Sunday, September 30, 2018

Changing a Word Changes My Outlook

For a while I've been using "Love and Success" as one of my mantras, but, for me, it feels a little heavy. I don't know why. Maybe love for me has a dark side with often pain associated. Oh, I know we're supposed to love one another, and everything and all that, but love also has to do with relationships that are sometimes not so good. Sometimes those bad experiences can have lasting effects.

Hmmm, maybe the word "love" is connected to "supposed to." And it shouldn't. Can I explore this avenue without it dragging me into a hole.

Guess there's some old stuff lingering here ... but that's OK for the moment. I can let it go. And perhaps, for me, it's accepting that's how I feel and not trying to figure it out or feel guilty that I might offend anyone by saying this.

It's not that I don't love. I love lots ... maybe it's just the perceived attached strings that come with loving somebody. Maybe it's about a price I've stopped willing to pay due to “failed” past relationships.  Hmmm, interesting. The topic can go in so many directions. There are, after all, many forms of love. Anyway, moving on ...

So, in striving to live whole-heartedly, I realize I feel much better when I say, "Light and Love" or "Light and Success!" The word "Light" makes me feel lighter and brighter, and in these instances, the words are in caps because this light is a God-Light. It comes from the Universe, the Great Creator, Great Spirit, the Beloved. This Light is greater than any of us, yet it is also part of us, when we open up to acknowledge it. And in saying this, I realize that it is love.

Tuesday, September 18, 2018

Happiness and Living Wholeheartedly

No. 543. Dear Divine Presence, Thank you for showing me that the foundation of my happiness cannot be based on others. Others may or may not add to my happiness, but the FOUNDATION of my happiness must come from my own choice to live wholeheartedly and be the best ME that I can be! Love and Success, Sasha.

I’ve had a couple of recent conversations regarding the choice to go to a doctor or not. One had to do with friends trying to get me to go. The other had to do with someone upset because a family member wouldn’t go, and that if she lost this person, she would be devastated.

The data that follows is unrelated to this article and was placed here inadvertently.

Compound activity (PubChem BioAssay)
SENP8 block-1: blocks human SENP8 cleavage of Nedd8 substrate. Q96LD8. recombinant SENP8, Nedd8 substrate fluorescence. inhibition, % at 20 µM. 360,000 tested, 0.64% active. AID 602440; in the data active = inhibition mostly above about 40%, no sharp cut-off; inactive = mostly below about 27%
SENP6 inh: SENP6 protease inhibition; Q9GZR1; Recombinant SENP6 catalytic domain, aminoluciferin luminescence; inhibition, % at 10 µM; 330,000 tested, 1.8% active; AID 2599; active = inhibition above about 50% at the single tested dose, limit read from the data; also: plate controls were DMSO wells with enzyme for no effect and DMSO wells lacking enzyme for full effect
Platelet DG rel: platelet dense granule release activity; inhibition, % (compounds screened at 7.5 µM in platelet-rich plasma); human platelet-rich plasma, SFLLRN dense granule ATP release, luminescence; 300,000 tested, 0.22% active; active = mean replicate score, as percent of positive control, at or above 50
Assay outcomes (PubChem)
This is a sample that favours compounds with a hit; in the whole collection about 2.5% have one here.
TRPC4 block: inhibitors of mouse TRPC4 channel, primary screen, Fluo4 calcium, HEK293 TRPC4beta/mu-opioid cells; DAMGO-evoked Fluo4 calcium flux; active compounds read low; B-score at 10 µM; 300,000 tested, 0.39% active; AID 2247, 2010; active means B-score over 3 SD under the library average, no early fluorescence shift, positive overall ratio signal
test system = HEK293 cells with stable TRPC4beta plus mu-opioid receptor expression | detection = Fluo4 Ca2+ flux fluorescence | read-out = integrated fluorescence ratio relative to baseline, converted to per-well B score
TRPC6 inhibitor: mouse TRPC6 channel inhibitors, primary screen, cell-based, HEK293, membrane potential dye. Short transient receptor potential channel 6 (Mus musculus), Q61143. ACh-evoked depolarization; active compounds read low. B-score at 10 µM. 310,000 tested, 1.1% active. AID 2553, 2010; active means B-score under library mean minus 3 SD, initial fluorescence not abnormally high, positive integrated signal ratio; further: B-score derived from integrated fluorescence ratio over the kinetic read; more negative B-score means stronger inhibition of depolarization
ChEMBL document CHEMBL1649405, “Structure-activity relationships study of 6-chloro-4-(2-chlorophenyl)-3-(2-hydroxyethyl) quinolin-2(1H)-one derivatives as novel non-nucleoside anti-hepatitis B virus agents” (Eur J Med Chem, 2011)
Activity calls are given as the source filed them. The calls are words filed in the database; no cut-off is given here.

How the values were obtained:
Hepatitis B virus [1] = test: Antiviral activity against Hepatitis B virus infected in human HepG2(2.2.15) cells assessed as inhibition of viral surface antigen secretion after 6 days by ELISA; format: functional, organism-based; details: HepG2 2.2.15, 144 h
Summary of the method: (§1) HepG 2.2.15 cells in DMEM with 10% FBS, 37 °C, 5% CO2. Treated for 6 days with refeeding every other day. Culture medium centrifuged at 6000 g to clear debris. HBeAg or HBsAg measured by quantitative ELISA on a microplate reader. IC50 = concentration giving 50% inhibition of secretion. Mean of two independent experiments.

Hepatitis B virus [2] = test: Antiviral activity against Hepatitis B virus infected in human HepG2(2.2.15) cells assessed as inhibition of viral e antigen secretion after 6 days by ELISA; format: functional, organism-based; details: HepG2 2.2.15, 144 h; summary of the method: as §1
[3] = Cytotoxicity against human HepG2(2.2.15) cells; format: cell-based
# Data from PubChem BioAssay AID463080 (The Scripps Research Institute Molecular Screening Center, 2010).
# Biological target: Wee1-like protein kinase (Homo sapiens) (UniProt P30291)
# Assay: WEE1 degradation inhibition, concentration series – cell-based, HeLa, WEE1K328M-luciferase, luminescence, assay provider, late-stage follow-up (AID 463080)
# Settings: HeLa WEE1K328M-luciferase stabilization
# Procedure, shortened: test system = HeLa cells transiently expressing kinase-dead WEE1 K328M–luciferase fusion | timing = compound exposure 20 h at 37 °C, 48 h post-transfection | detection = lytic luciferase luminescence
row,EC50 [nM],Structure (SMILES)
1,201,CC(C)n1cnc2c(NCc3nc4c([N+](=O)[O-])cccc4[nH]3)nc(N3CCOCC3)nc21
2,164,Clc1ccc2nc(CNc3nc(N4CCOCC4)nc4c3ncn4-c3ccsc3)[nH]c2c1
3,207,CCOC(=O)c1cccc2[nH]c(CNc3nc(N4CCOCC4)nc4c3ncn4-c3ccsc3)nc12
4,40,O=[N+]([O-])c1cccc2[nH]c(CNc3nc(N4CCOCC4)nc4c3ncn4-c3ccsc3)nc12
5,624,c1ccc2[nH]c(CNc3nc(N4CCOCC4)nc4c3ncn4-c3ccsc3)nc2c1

I have very strong issues about the medical profession; the basis of which is that it’s gone from a service to help to one of a money-making-big business. These are my beliefs and not everyone shares them. That’s OK. It’s about choice. I’m an older adult, so I’ve seen and experienced many things, and I’ve thoroughly thought this out. My choices are mine to make!

Unfortunately, my beliefs and choices sometimes get me into trouble with others who don’t share my point of view. Even though I am strongly on the side of avoiding doctors, I can also understand that other side. I’m certainly not going to tell them they are wrong for going to the doctor. It’s their choice. There are certainly times when everyone needs to get professional help. Maybe I’d have a different view were I much younger and didn’t know what I know now.

But it’s still about choice! However, some cannot fathom how I (and a few others) feel this way. They think we are selfish by not taking better care of ourselves; that we are selfish, because if something happened to us, what would it do to those who love us?

Well, what if we are making the right choice? For us? I believe it’s the right choice for me. That doesn’t mean I will never go to a doctor, just there’s got to be a real reason. (And I won’t go on as to my reasons because that’s not the point of this writing.)

I began thinking about the reactions of others and how I’m being told that my choices affect them and that I need to think about them, too. I thought about how their words make me feel. I am not faulting others their beliefs. I don’t have to agree. The choices they make for themselves are theirs to make.

So, how does this all fit into my living wholeheartedly? It’s me standing up for what I believe for myself. It’s about acceptance; accepting me for who I am. I’ve worked years discovering who I am and how I am. I learned years ago I can’t live a life as others would have me live! I have to be me, or I’d just soon not live. (I am NOT a martyr!)

This led me into more thinking what it means to live wholeheartedly and how happiness fits in with wholeheartedness. Yes, acceptance is important to me, along with a lot of things that everyone strives for. I don’t expect everyone to agree with me, but I expect to, at least, be respected and not looked down upon or treated as if there is something wrong with me (mental case, for sure).

I remembered being told years ago other people cannot make you happy; happiness comes from within. There is much truth in that. It is easy to rely on others to make me happy, then when they don’t live up to my expectations, there goes my happiness. Hey, here’s the lesson in my face.

Positivity takes work! Using others for happiness is taking the easy road – but then when the road washes out, I’m devastated. There’s no real easy street, so it’s up to me to build a solid foundation, an inner base, for my own happiness. That takes training and vigilance (every time I come across the word vigilance, I am reminded of the Harry Potter stories.)

I was asked the other day what would make me happy. Of course, there are the same things that everyone wishes for. However, I need to dig deep and think about this to come up with what is the solid happiness foundation of my soul.

The self-work goes forever on as I strive to live wholeheartedly. Today I feel I’ve reached a milestone.